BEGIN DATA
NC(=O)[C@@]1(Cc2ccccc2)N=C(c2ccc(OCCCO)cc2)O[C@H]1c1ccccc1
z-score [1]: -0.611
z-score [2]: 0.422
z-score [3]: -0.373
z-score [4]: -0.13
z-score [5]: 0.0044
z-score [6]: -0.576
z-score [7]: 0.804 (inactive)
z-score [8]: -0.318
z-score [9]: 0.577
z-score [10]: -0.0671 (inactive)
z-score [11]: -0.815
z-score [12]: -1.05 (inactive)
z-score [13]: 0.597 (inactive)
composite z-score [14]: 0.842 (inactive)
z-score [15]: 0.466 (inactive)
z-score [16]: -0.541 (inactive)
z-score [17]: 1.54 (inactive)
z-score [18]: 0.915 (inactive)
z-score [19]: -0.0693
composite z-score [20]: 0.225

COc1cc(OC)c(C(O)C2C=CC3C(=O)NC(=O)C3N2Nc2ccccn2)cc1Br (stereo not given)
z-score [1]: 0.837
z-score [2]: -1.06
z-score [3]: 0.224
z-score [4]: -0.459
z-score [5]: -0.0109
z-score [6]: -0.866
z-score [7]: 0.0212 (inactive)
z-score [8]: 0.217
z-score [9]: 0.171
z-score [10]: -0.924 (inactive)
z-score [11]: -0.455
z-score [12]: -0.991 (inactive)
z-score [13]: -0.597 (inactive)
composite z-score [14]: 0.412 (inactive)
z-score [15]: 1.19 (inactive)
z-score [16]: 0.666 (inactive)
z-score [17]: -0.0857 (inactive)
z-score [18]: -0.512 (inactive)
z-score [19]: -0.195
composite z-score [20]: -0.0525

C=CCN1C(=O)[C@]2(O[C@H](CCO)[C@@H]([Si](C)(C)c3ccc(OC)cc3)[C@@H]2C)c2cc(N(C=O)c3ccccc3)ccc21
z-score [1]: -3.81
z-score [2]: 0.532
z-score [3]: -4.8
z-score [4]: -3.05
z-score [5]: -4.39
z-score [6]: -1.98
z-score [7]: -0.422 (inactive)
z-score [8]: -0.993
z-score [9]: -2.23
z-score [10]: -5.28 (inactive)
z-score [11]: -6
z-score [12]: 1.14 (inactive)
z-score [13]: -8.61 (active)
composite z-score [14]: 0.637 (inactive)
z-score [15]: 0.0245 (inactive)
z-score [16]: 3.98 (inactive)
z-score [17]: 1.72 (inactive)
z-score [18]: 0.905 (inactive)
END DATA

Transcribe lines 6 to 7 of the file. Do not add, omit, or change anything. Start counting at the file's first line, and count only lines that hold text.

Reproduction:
z-score [5]: 0.0044
z-score [6]: -0.576